“The demand stimulus from this development work means that next financial year (2021-22) there are an estimated 124,000 more jobs with the plan than without the plan.
In the medium to long term, the additional investment in low-carbon technologies in areas such as housing, electricity generation and transmission and manufacturing contributes to higher productivity,” Mr Murphy added.
The projects include a $4.5bn transcontinental energy transmission link and the $1.5bn Oven Mountain hydro scheme near Kempsey in NSW. The private sector is also ready to build a $2bn transmission line between Townsville and Mt Isa, providing cheap energy to the mining region.
The Australian has confirmed the government has been briefed on the modelling and the infrastructure plan, which is now under consideration as part of the pre-budget submission process.
Mr Murphy said the investment scale of the plan would result in a 1 per cent rise in real after-tax wages in 2022-23. He said wages would be 2 per cent higher by 2035-36 than they would be without the plan, and that improved productivity would add between 1 per cent and 1 per cent to GDP.
The list of projects includes the $1.7bn Victoria-NSW Interconnector — a highly developed transmission network that will link up cheap renewable energy into the grid and facilitate the flow of Snowy 2.0 power to Victoria.
The proponents claim the plan provides a roadmap for the revitalisation of manufacturing in the “industrial heartlands” of Central Queensland, the Hunter Valley, Whyalla and the Latrobe Valley by switching to low-carbon energy and renewables that would expand the production of steel, aluminium, hydrogen, ammonia and other metals.
The economic modelling shows that private investment was slowing before COVID-19 and was likely to fall further, which would affect the economic recovery and jobs and wages growth.
Private sector funding for the projects would also reduce the overall government debt burden relative to GDP.
“The plan’s approach of using government support to leverage private investment helps meet the third macroeconomic challenge of stabilising public debt relative to GDP, compared to alternative strategies relying more on public spending,” the report states.
“In all, the key to a stronger economic recovery with lower unemployment, higher living standards and contained government debt will be policies like this plan that stimulate higher productive private investment.”
The chair of BZE, Eytan Lenko, said: “Australia needs the best solutions to unlock productivity and growth, and BZE is bringing together leaders in investment, business and industry to get those ideas scoped and built.
“Only last week, the ABS reported 835,000 job losses since March. We need urgent action to work alongside governments to restore our economy. The Million Jobs Plan provides a framework to enable projects that are practical, bankable and create jobs.”
Mr Cannon-Brookes said: “No one thought 2020 would turn out the way it has. We now have a unique opportunity to seize this moment, to re-tool, re-skill and rebuild our battered economy to set us up for future generations.
“There is no doubt that The Million Jobs Plan is bold but, importantly, it’s also doable. This plan shows the way to a green (and gold!) economic recovery.”
The game gets ever harder for residential property investors as the banks continue to target every avenue they can for extra income.
Until relatively recently, banks treated home buyers and investors in the housing market in the same way, with the same interest rates. But these days property borrowers get slugged up to an extra 1 per cent interest on their mortgage debt.
Those higher rates on properties classified as “investment” are going to hit more than 100,000 property owners in the near future. Here’s how.
In the past, it did not seem important to advise the bank when you moved out of the family home and turned the property into an investment. In fact, most people are simply not aware that there is a clause in loan contracts requiring them to inform the bank whenever there is a change in usage of the property.
So if you bought a property to live in and move out and rent the property at a later stage, chances are the loan contract with your bank states that you need to inform them of this event.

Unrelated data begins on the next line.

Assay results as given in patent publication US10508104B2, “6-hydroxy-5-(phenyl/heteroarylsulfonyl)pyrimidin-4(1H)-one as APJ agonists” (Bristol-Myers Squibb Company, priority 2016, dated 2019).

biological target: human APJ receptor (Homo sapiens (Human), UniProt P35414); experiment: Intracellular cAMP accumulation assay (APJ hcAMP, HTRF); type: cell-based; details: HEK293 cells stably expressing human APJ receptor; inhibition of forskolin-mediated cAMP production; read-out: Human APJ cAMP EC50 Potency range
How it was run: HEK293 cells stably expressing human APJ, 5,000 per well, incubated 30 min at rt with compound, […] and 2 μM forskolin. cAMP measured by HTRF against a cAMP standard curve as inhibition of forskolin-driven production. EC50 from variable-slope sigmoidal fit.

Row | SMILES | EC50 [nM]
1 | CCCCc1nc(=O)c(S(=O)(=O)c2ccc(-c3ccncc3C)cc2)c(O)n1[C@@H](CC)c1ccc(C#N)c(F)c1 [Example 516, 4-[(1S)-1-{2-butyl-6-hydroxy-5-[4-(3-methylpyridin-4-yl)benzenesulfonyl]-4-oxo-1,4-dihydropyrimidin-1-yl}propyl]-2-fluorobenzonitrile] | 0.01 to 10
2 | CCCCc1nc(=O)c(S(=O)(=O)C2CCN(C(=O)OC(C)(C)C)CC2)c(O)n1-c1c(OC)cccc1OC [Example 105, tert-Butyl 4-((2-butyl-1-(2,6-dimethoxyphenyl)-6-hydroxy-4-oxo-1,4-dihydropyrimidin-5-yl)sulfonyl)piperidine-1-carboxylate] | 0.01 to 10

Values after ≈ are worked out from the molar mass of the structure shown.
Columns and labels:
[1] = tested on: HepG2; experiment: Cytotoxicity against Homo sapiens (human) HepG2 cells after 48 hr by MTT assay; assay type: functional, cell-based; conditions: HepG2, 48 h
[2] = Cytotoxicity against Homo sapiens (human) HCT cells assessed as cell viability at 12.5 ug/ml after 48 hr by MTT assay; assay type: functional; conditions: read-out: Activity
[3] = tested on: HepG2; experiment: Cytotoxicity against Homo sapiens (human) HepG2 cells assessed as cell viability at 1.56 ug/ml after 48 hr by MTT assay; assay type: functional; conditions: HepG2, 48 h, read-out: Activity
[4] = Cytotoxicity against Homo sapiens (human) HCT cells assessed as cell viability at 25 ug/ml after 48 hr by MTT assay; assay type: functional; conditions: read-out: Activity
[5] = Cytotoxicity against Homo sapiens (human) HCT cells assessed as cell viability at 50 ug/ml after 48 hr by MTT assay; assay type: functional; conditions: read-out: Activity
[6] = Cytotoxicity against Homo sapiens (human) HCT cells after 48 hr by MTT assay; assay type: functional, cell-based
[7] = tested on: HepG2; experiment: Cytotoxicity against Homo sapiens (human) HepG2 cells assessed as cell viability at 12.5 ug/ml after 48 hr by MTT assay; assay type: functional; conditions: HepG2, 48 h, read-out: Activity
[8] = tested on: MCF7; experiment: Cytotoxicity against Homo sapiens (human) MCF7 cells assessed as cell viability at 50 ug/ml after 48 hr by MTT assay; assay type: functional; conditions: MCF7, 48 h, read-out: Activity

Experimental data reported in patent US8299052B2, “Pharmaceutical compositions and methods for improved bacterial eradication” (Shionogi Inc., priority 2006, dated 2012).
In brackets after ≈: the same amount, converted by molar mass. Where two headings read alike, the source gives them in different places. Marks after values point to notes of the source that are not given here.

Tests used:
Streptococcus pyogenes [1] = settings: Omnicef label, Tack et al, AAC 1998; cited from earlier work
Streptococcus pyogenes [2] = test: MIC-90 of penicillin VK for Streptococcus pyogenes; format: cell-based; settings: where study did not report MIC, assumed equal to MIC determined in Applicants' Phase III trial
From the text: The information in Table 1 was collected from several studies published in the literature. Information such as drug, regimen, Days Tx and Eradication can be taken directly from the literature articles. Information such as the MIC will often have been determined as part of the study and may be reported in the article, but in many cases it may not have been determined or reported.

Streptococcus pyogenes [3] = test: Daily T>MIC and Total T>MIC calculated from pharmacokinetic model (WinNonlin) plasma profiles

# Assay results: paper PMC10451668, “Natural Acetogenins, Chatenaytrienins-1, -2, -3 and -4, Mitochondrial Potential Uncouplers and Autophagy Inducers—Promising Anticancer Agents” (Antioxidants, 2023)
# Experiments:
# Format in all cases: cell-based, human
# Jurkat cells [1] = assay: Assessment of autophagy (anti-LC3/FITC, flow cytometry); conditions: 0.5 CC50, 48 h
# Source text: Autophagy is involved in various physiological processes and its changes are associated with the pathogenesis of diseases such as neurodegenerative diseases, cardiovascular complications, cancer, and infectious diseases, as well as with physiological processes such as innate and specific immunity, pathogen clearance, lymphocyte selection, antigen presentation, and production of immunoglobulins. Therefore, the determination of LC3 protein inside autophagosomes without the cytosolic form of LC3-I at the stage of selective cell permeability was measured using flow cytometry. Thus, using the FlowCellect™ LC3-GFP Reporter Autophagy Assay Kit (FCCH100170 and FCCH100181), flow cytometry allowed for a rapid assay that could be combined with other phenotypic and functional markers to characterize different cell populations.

As many borrowers are oblivious (or choose to be) in regard to this contractual obligation, there are thousands of loans outstanding that are classified as “owner-occupied” that in reality are undeclared “investment property” loans.
Keep in mind that APRA announced last year that from January 2022 unrented holiday homes and secondary dwellings will not fit the definition of an owner-occupied property as the current rules allow. In this category alone more than 100,000 mortgages will be affected and probably lead to an increase in interest rates
Sydney mortgage broker Elaine Lam says: “It is also relatively common for first-home buyers to use government grants and concessions and live in the property for six months and then move out and turn it into an investment property.
“I fear that many do not inform the bank as they are scared that their interest rate and loan terms will be adversely changed.”
The banks are becoming more vigilant because they are now required to hold a greater level of capital in reserve when they lend money to investors compared with owner-occupier borrowers.
This misclassification is of real concern to the banks and there are rumblings within the industry that the big four are undertaking large internal projects to identify and reclassify incorrectly noted home loans to investment loans.
Moreover, under the COVID-19 loan deferral scheme, more than 800,000 people have deferred $195bn in loans, of which 34 per cent of property loans are from investors. As the six-month repayment freeze starts to thaw, borrowers who are not in the position to resume repayments this month are able to request a further extension for four months.
But there is a catch: the extension is not automatically applied and there will be a manual process between borrower and bank to resume repayments.
As the cashflow crunch starts to bite in the coming months, Lam says: “Many borrowers will scramble and do whatever they have to in order to avoid selling property. As government stimulus is wound back and loan deferral provisions come to an end, I suspect many people may be forced to move out and rent the family home while renting a cheaper property to stay afloat and a short-term measure.”
Adding further concern is the Treasury estimate that unemployment will peak at 10 per cent. A recent survey by investment bank Morgan Stanley revealed that 55 per cent of loan holders surveyed are receiving some form of government income support with 15 per cent receiving unemployment benefits such as JobSeeker.
For borrowers who are enjoying home loan interest rates on loans over their investment properties the message is clear; be warned, your days are numbered. Further, it may be wise to inform the bank now rather than waiting for the bank to come knocking.